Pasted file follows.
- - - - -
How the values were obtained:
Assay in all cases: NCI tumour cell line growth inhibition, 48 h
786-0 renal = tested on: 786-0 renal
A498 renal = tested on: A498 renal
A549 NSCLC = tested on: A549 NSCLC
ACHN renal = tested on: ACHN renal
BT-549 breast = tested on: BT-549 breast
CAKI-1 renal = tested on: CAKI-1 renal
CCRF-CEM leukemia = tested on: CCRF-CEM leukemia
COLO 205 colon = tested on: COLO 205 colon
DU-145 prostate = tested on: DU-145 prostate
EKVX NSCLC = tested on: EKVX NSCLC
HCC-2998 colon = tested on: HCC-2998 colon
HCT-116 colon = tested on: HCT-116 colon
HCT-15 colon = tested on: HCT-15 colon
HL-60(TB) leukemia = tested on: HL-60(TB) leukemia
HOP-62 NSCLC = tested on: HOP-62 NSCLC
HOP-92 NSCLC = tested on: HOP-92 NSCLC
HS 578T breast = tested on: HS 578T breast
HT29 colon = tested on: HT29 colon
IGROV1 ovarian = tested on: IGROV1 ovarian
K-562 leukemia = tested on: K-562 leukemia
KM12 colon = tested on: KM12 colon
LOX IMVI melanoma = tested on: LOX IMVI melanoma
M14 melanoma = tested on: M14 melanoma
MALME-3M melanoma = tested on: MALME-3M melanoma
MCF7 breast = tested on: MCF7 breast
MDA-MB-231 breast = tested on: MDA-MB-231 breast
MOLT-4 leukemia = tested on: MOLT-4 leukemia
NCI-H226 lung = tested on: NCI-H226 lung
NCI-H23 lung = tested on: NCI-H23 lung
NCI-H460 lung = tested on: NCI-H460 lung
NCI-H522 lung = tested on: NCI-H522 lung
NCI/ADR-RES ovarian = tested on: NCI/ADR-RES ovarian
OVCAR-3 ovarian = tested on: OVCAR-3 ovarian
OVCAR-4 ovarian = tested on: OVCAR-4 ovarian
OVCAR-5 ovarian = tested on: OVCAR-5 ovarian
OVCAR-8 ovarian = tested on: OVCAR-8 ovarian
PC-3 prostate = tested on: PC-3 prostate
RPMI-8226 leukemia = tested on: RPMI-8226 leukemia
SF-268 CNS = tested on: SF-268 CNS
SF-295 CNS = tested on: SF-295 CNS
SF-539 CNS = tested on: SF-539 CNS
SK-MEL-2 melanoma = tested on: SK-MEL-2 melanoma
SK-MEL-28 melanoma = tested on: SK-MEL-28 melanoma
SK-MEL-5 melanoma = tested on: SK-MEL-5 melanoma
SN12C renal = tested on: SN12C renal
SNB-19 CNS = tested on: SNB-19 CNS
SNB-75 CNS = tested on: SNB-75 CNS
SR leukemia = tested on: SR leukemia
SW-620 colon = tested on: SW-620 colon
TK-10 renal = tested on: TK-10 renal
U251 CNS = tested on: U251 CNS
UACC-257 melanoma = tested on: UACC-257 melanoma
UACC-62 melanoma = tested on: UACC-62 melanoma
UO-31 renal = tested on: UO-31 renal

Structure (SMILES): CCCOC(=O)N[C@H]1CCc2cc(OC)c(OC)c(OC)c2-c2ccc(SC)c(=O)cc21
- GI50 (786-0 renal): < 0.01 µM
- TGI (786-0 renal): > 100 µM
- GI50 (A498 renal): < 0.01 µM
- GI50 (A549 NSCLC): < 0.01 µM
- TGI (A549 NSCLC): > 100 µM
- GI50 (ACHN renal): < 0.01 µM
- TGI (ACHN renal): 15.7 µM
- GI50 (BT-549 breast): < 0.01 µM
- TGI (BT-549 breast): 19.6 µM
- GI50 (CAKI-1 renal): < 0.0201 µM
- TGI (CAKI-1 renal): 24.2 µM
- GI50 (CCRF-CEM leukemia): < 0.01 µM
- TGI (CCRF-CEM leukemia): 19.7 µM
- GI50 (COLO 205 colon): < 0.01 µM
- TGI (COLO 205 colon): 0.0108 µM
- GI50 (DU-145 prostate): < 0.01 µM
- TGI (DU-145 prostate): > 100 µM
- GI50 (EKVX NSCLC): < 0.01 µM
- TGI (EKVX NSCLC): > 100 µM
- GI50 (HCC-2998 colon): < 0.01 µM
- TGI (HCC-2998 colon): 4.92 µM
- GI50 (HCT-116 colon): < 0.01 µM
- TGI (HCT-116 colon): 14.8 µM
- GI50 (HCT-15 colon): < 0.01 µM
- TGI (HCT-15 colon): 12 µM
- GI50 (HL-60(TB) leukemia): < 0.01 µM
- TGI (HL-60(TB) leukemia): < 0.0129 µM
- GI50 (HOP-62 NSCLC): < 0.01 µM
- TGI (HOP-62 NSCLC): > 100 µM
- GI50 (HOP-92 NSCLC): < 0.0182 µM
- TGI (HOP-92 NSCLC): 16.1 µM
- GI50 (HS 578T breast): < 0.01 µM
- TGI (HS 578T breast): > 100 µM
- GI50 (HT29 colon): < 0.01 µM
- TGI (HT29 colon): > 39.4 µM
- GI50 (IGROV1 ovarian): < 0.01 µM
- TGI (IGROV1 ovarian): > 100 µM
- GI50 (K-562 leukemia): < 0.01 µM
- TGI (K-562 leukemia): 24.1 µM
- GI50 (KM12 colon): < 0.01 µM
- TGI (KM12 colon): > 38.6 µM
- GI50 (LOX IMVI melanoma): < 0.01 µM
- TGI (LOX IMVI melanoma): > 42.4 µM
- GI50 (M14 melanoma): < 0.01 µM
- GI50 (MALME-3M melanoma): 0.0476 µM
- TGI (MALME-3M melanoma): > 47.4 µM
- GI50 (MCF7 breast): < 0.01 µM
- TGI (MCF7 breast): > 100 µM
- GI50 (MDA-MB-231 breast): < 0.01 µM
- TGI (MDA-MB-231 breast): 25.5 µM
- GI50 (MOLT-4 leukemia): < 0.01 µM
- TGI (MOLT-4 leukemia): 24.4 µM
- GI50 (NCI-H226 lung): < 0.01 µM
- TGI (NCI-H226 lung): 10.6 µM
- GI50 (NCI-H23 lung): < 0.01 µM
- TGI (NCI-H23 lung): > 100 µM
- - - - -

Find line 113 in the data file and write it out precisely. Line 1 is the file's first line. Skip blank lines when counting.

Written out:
- TGI (NCI-H23 lung): > 100 µM